Orientals had been rather passe. I’m not sure when the turnaround came, but sometime around the end of the oughts, oriental perfumes came back into fashion and the previously ubiquitous fruity florals were back- catalogued. Something had shifted in the zeitgeist, or fashion, or the cloudy upper ether of the fragrance world.
I realized that the change was complete when I leafed through a book on Berlin fashion and discovered that some cool Berliners were now wearing Frederic Malle’s Dries Van Noten (a woody oriental, specifically an update of Nuit de Noel and Bois des Isles). They wouldn’t have been doing that five years ago. Continue reading →
Only very infrequently do nurserymen or plant breeders collaborate with perfumers. Once briefly in 1993 one such collaboration produced a success: Evelyn.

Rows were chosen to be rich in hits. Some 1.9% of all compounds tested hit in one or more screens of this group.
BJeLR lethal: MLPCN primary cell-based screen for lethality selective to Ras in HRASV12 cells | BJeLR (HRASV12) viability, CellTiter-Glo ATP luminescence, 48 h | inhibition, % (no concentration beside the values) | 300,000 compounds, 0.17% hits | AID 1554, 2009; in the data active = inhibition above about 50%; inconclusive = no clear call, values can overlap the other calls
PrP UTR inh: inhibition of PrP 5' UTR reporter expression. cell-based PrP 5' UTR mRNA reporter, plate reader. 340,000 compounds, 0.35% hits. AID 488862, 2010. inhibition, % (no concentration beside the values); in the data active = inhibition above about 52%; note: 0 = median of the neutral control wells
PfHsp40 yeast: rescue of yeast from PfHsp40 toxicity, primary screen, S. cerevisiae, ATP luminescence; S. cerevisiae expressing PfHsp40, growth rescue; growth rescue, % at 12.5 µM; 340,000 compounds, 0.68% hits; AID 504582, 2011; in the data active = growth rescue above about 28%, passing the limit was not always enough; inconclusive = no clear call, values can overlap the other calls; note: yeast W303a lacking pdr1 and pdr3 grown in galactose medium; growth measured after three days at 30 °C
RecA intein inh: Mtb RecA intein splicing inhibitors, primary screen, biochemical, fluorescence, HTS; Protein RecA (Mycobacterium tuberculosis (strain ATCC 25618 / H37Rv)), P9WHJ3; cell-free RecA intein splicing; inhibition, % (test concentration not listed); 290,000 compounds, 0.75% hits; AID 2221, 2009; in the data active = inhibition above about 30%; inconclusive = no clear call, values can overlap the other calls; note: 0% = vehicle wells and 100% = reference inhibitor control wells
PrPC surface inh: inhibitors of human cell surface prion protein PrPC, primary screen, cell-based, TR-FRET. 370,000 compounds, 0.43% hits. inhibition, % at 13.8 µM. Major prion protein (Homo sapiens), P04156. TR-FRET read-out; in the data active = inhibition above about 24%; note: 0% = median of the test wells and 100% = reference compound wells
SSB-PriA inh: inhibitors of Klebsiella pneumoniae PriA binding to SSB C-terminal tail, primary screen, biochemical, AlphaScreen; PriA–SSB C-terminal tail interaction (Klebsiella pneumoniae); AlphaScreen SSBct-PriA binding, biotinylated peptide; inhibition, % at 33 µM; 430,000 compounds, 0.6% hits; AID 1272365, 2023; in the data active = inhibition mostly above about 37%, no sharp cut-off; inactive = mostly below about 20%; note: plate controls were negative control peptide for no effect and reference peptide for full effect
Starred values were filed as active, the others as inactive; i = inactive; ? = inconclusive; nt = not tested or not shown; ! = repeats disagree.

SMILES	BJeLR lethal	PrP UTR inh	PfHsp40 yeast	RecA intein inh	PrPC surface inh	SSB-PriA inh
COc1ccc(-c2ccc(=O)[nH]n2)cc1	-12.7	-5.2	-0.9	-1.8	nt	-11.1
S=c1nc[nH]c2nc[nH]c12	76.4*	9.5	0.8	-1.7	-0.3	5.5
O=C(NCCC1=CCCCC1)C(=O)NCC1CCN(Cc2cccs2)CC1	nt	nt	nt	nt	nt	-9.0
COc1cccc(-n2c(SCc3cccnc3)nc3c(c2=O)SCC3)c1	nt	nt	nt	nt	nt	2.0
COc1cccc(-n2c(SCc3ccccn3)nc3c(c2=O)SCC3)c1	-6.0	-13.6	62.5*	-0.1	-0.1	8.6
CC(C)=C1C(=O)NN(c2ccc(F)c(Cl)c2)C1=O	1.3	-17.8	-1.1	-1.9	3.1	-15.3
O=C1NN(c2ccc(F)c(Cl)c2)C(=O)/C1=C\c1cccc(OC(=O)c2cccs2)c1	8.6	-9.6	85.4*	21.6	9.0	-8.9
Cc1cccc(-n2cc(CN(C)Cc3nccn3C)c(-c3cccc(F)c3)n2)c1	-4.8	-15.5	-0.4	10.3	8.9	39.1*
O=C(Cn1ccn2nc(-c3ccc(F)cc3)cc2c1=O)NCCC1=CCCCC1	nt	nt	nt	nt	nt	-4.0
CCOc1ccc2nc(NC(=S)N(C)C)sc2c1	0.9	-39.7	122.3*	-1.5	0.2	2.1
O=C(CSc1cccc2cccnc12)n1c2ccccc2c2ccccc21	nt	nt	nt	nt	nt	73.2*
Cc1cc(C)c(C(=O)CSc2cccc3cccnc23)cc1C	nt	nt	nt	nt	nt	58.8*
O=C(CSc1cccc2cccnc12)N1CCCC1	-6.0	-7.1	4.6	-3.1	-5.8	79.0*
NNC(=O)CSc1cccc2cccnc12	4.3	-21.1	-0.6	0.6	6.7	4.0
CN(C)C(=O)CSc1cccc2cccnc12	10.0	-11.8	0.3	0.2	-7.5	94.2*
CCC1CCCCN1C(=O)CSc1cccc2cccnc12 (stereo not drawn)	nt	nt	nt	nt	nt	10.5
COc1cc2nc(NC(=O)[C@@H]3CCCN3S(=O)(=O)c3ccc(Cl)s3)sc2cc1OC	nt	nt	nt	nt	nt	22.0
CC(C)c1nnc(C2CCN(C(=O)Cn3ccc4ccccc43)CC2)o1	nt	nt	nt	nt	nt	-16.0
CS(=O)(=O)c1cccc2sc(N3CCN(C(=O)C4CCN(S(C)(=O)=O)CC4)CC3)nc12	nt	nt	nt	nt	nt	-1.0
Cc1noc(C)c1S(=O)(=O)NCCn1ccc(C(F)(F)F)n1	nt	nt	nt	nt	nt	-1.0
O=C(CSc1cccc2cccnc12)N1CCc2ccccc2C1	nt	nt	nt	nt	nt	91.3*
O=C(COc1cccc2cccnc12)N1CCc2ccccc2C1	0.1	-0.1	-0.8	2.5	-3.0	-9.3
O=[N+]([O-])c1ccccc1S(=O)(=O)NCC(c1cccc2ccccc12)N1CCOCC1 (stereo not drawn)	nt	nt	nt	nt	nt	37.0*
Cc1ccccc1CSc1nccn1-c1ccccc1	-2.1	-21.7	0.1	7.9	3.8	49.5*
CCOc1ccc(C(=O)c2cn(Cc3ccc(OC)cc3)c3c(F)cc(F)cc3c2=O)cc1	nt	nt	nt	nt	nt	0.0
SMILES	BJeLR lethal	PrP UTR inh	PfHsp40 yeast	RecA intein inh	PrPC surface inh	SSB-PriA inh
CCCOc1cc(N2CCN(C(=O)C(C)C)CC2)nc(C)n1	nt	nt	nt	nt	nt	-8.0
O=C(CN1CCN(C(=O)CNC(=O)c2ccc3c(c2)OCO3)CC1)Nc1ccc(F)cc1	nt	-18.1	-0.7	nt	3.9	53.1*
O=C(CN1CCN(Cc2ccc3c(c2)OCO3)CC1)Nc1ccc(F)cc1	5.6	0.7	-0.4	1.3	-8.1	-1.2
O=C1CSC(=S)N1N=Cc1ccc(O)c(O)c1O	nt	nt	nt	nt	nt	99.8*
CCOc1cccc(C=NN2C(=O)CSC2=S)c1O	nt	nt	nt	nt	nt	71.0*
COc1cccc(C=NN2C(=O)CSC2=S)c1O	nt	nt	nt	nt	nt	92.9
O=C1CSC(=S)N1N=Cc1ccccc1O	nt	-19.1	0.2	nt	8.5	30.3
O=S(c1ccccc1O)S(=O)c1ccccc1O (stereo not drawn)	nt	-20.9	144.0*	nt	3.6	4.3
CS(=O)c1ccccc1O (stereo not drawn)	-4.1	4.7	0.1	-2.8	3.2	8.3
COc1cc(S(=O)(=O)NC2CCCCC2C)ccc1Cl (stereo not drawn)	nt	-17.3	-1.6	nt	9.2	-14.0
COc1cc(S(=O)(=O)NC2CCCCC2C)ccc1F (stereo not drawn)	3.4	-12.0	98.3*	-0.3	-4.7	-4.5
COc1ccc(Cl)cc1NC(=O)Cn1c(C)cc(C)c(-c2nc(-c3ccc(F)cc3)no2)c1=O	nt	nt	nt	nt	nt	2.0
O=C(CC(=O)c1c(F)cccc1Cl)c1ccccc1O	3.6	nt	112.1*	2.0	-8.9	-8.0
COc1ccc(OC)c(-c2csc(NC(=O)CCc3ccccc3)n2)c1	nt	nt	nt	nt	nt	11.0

The company willing to work with a breeder to produce a replica scent was Crabtree & Evelyn and the breeder was David Austin. He was promoting a new strain of roses that he had been working on since the late sixties, English Roses which have the look and perfumes of old garden roses but are repeat flowering. He was always far more attentive to fragrance than any of the other rose breeders I’ve ever read about. David Austin was concerned not simply with stem bending size of rose or outlandish color, but with form of blossom, foliage, and very much with scent. Continue reading →
The story goes that the designer Schiaparelli had two Venetian carved figures on either side of her front door in Paris in the thirties. They were human scale but carved out of wood and had cloven hooves, so some wag on his way in to a Schiaparelli party dubbed them Mr and Mrs Satan.
Schiaparelli had a distinctive taste, but when it comes to red hot and devilish fun, I can understand it. My own fondness is for any kind of red hot scent. I really will go out of my way for peppers, or cinnamon, or carnation (provided it’s good and spicy) and cloves, so it can’t be any surprise that one of my long term loves in the perfume world is Caron’s Poivre. Continue reading →